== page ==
While further liberalisation has been much discussed, it is unlikely to be carried out in the short term. Thus far, Dubai has opted not to follow regional trends like mobile virtual network operators (MVNOs), as seen in both Saudi Arabia and Oman. Regulations on over-the-top services have softened slightly of late, and voice-over-internet-protocol (VoIP) services like Skype have started to become available following a ruling that allowed licensed operators to provide such services in the UAE.
While Etisalat and du are the main players in the sector, the TRA recently issued licences to some more niche outfits, such as Al Yah Satellite Communications, which offers satellite phone systems via Al Yah Satellite (YahSat) and Al Yah Satellite Advanced. Thuraya and Media Zone Intaj FZ also have licences to offer satellite services in the UAE.
According to the TRA, there were 2.13m fixed-line subscribers in the UAE in September 2014, along with 17.13m mobile users and 1.1m internet subscribers. In terms of penetration rates, the TRA reported 25.3% for fixed lines in September 2014, with recent growth due to bundling services for homes and businesses, while mobile penetration (which includes SIM cards inactive for up to a year) stood at 203.7% in the same month, up from 192.9% at year-end 2013.
The TRA figures show that fixed services brought in a total of Dh2.6bn ($707.8m) in revenue in 2013, while mobile earned Dh22.3bn ($6.07bn) and internet generated Dh4.3bn ($1.17bn), giving the sector combined revenue of Dh29.2bn ($7.95bn) for the year.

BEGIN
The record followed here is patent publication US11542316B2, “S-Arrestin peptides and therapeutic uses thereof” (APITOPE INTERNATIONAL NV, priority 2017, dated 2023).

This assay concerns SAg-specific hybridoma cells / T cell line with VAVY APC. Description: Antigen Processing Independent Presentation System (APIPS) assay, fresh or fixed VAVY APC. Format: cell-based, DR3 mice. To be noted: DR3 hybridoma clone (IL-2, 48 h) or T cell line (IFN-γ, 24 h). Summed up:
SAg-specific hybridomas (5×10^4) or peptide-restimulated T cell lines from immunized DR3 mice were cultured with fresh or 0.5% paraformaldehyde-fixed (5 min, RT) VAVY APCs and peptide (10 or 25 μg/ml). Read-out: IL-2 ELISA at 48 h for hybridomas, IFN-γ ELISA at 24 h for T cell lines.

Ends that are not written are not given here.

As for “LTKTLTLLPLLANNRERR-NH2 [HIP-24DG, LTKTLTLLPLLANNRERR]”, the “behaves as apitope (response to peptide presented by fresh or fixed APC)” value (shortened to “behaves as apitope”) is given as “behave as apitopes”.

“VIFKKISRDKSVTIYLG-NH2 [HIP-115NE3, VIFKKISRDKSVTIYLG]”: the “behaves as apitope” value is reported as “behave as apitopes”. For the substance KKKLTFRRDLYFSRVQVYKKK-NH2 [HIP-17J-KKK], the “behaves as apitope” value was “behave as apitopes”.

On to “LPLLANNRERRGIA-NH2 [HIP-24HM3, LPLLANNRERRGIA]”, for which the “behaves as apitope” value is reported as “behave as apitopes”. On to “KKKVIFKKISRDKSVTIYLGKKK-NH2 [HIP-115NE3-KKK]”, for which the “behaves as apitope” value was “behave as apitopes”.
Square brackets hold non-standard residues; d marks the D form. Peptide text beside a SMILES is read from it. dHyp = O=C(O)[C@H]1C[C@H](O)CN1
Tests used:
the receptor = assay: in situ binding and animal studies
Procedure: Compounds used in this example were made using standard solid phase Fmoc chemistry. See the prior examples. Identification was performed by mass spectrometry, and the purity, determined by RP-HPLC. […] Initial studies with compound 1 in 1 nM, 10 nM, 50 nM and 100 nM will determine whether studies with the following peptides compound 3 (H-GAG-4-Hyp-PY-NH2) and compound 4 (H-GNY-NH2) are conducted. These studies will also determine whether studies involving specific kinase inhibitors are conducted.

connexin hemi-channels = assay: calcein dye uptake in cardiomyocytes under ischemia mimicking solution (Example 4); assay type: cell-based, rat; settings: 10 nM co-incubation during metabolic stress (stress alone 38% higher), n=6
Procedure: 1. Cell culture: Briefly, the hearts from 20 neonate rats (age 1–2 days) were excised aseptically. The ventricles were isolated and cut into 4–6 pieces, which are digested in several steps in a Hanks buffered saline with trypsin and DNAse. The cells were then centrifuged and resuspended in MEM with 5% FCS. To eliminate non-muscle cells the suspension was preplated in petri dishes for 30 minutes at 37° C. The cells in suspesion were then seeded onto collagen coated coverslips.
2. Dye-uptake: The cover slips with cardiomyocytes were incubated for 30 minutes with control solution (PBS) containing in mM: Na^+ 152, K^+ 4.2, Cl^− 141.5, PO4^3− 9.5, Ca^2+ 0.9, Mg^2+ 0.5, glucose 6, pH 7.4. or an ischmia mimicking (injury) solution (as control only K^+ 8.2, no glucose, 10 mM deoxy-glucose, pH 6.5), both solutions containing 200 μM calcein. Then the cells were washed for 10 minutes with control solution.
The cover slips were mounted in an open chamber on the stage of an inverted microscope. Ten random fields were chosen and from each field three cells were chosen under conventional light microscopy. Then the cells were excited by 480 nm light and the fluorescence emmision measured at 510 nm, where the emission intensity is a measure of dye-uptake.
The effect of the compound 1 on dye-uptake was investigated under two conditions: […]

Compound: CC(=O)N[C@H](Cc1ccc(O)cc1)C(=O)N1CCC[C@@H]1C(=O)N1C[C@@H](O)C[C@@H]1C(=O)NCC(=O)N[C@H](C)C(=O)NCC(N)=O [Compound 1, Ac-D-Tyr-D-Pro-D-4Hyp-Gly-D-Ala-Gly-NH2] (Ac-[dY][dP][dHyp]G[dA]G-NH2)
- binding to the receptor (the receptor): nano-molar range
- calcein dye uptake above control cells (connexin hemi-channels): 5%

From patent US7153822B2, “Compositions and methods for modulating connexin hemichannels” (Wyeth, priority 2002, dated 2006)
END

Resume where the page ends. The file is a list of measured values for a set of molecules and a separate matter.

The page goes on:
TRA data also show activity in line with global trends for service usage among telecoms customers. The number of SMS and MMS messages sent in 2013 fell by 13% and 23%, respectively, while international call minutes continued shifting from fixed to mobile. This accounted for most of the annual increase in mobile voice minutes, which rose from 23.5bn in 2012 to 26.18bn in 2013. International fixed-line voice services decreased 12% in the same period, while those on mobile increased by 36.7%.
International calls remain relatively expensive in Dubai and the UAE given the traditional restrictions on VoIP. Both telecoms companies benefit from high pricing in this area, particularly in Dubai, where a cosmopolitan population and a high concentration of offices for multinational corporations mean there is sizeable demand for international calls.